Hazel kept walking and didn’t reply. Vaguely she wondered just how long her daughter had been sneaking out to fraternize with the people of Gull Harbour. They left the lights of the town behind and made their way down the long lakefront road.

“And Mama, I know the gift we have is dangerous and makes people afraid. But I think they only hate us because they don’t understand. And they’re hurting too. And maybe we could help them. We could help them see and heal and understand. Like how Papa helped you – ow, Mama, you’re hurting me!”

Hazel realized she was gripping Aurora’s arm too hard. Quickly she let go and spun around to face her daughter. Beside them, the dark expanse of the lake stretched out like an ocean of ink.

“Life,” said Hazel, “is a candle. Beautiful but fragile. It must be protected.”

“Dark places need candles,” Aurora countered. “Not bright places.”

“Don’t go looking for darkness, Aurora. They’ll snuff you out.”

They will?” Aurora’s accusing glare burned in the darkness. Hazel ignored the implication.

“Yes, they will.” She started walking down the road again. “No more dancing in public, Aurora. It’s just too risky.”

“What is life without risk?”

Hazel stopped in her tracks. Exactly what Zeb would say. She could almost hear his voice. A sharp, sudden wave of grief overwhelmed her.

She turned around. Aurora stood under the stars with her hands on her hips and fire in her eyes. She was so courageous. So radiant. So much like Zeb, and that scared Hazel more than anything. She knew in that moment, more surely than she knew anything else, that she would give anything in the world to protect her daughter.

“I’m sorry, Aurora,” she said. “It’s not worth it.”

Aurora’s bright eyes hardened, but she said nothing.

“Let’s go home,” said Hazel, suddenly exhausted.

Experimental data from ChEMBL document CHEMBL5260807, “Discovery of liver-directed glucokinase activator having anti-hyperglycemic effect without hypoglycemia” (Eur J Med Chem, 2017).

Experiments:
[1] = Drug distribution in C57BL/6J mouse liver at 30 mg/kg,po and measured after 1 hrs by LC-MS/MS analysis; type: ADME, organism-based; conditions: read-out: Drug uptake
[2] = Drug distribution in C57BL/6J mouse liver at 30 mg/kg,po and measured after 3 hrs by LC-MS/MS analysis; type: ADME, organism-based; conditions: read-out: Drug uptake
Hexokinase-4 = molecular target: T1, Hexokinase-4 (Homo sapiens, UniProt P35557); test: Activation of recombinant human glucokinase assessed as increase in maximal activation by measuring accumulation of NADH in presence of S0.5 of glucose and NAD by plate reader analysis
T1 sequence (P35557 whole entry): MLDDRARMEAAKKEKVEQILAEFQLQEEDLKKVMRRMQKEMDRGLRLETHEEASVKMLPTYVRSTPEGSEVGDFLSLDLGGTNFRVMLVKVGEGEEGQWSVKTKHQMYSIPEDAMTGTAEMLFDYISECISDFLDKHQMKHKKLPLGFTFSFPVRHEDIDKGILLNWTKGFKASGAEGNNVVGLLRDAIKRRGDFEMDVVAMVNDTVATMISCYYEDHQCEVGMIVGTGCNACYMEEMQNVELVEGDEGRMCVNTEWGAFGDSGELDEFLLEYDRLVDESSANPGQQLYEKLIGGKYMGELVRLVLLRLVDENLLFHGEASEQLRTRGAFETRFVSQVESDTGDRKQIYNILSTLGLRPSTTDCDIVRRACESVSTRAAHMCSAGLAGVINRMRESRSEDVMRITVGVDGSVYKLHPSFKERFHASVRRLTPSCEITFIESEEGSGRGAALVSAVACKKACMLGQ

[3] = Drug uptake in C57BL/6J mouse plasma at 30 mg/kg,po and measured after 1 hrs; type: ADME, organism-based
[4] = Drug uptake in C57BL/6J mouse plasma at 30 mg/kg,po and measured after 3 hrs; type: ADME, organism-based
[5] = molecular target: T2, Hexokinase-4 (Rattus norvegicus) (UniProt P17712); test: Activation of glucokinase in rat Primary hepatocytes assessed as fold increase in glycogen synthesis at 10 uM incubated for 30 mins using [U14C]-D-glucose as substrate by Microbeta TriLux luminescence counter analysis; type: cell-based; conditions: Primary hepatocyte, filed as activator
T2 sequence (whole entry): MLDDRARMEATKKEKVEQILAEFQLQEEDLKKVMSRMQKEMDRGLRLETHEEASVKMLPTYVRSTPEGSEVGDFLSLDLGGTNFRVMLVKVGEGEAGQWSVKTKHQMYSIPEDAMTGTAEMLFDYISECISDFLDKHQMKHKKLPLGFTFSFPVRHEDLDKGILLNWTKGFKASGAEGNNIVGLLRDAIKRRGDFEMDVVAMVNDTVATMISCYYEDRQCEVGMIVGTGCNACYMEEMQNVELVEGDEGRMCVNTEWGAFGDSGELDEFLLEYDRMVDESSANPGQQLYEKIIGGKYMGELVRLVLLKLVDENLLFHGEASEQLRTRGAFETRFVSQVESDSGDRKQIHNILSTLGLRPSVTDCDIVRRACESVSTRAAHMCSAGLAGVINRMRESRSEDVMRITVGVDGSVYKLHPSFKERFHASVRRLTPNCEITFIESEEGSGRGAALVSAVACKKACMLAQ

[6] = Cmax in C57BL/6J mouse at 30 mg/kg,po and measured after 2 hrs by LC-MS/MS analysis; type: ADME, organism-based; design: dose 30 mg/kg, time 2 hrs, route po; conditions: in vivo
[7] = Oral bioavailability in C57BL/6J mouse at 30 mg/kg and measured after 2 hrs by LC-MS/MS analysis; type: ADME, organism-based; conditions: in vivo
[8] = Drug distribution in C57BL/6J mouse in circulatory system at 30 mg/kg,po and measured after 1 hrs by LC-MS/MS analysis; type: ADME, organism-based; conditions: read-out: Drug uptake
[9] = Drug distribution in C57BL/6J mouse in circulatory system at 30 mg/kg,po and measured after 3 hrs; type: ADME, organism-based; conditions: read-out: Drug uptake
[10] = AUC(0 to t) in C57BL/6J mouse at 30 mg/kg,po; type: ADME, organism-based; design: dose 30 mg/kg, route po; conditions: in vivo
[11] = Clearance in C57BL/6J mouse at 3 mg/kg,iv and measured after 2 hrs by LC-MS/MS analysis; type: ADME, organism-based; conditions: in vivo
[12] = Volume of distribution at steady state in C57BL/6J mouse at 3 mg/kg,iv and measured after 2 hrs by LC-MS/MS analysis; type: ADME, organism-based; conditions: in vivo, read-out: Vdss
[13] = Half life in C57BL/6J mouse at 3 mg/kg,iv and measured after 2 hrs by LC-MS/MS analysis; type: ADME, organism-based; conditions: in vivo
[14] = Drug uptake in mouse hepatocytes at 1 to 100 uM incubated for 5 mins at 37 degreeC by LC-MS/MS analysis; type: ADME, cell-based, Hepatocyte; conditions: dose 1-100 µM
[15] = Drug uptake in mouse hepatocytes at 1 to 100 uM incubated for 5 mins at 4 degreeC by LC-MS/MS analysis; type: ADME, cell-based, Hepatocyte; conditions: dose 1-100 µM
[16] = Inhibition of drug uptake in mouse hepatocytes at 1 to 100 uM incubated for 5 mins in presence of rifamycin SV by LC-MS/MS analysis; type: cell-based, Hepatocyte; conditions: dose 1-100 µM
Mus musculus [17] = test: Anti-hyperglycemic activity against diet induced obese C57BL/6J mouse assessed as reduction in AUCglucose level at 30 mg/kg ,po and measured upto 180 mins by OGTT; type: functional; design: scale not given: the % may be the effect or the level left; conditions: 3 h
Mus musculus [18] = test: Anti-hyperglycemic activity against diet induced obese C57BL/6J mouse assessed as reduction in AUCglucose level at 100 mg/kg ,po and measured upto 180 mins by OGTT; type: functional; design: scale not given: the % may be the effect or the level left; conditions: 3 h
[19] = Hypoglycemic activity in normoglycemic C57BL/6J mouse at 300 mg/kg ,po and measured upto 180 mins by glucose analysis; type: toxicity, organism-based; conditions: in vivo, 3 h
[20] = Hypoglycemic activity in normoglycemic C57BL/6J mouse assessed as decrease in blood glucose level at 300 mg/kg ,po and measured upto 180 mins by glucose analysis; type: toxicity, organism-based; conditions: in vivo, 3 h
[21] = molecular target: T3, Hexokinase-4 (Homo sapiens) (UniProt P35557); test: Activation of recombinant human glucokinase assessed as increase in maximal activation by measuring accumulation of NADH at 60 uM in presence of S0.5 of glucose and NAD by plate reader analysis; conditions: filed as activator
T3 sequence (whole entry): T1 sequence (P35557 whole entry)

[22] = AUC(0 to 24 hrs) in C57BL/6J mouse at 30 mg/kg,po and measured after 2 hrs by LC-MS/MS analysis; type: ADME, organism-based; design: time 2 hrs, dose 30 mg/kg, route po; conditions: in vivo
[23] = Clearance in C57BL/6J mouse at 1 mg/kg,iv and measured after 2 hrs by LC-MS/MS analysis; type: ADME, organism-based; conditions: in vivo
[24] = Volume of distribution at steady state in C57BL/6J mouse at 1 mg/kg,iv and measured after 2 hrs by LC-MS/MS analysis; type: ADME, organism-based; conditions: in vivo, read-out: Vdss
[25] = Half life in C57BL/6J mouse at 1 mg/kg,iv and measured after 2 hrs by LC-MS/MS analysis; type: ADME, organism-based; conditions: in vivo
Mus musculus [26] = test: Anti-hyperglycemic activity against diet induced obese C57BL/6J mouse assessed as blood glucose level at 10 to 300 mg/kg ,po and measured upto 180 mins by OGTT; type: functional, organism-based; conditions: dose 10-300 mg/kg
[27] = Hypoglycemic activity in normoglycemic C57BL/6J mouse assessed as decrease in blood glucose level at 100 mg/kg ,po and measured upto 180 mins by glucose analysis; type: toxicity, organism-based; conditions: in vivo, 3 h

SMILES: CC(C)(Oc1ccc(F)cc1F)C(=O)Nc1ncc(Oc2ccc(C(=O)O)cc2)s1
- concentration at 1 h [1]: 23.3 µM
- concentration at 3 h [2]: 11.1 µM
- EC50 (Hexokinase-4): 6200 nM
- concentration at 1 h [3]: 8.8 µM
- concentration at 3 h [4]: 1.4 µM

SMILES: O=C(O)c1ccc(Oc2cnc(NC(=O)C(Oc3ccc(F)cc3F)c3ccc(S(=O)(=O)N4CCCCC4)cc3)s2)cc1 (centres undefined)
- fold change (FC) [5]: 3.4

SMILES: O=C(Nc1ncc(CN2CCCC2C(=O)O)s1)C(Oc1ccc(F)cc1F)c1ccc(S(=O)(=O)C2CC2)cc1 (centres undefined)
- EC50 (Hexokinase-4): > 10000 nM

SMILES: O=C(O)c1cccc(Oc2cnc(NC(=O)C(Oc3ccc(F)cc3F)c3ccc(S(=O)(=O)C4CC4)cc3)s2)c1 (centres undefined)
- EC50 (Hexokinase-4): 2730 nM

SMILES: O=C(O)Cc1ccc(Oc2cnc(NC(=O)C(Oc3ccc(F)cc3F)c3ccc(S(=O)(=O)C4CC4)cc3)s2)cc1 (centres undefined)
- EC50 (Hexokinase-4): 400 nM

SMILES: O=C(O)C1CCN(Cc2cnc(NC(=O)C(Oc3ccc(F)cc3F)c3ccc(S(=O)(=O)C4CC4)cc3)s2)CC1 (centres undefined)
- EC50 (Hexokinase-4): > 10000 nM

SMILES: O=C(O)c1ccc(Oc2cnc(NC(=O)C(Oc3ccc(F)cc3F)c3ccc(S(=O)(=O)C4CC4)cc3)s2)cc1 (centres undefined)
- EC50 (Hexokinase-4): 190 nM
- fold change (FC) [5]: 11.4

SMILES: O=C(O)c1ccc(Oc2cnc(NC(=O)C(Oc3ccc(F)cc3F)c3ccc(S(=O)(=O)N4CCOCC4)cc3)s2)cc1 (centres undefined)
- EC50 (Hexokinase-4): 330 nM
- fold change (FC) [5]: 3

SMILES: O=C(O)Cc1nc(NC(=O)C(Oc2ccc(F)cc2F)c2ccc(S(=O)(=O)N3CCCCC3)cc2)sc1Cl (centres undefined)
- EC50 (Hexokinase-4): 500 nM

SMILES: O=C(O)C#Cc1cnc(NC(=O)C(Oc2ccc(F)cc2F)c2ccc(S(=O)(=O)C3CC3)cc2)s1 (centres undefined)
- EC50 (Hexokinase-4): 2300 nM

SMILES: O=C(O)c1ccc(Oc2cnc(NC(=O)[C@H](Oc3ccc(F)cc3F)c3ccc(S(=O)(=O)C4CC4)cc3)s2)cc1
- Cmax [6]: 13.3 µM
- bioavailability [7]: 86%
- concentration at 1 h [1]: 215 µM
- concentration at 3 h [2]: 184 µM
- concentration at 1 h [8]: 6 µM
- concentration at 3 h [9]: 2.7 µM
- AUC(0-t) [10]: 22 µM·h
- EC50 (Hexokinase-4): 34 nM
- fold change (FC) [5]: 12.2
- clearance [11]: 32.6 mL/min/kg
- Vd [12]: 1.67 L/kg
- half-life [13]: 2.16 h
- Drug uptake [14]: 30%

“No,” said Aurora.

“Aurora,” said her mother sharply, grabbing her by the arm again, “it’s time to go home.”

“NO!” screamed Aurora, and fought her mother every step of the way down the road, along the forest path, and up the spiral staircase that led to the Nest.

“You can’t make me stay here!” she shouted. “You can’t keep me a prisoner!”

“Aurora!” yelled her mother, trying to pull her through the doorway. “You’re too old for this. Come inside this instant. It’s not safe – AURORA!”

Her daughter had yanked herself out of her mother’s grasp, lost her balance, and fell with a scream over the edge of the staircase. Hazel heard her hit the ground with a sickening thud. Fear slammed into her windpipe and crushed the breath out of her. Her daughter was dead and it was her fault. All her fault.

Then, from the awful silence at the bottom of the stairs, a feeble voice called, “Mama?”

“Aurora,” wept Hazel, and she flew down the stairs to find her daughter crumpled and broken, but alive. She knelt beside her.

“Are you alright? I’m so sorry. I’m so sorry. Where are you hurt?” Hazel looked her over and a sob burst out of her as she saw Aurora’s legs, both bent at wrong angles. “Oh, my angel, I’m so sorry.”

Aurora groaned. “Mama, are my legs broken?”

Hazel swallowed down her hysteria. She had to stay calm for her daughter. “I think so,” she said. “But don’t worry. It’ll be alright. I’ll carry you up the stairs.”

“No,” whimpered Aurora. “Take me back to town. To the hospital.”

“We’re not going back to that awful town,” said Hazel with a shudder. “Not ever. You’ll be safe here in the Nest. I promise.”

“I need to go to the hospital,” said Aurora insistently.

Hazel gathered her daughter in her arms and began to climb the stairs.

“Mama!” cried Aurora weakly. “If my legs don’t heal, I won’t be able to dance anymore.”

Hazel held her daughter close, like a broken-winged bird. This was for the best. Aurora was a treasure she couldn’t bear to lose.

“Please,” gasped Aurora.

Hazel entered the house and carefully set the injured girl down in her bed.

“It’s alright,” she whispered tenderly. “You’re safe now. You’re safe.”

Aurora gave a faint moan and closed her eyes.  

For one moment, Hazel felt a prickle of guilt. The walls of the Nest seemed to close in around her like a prison.

Then the moment passed, and she shook her head clear. They were together. They were safe.

And that was all that mattered.

November 21, 2020 03:50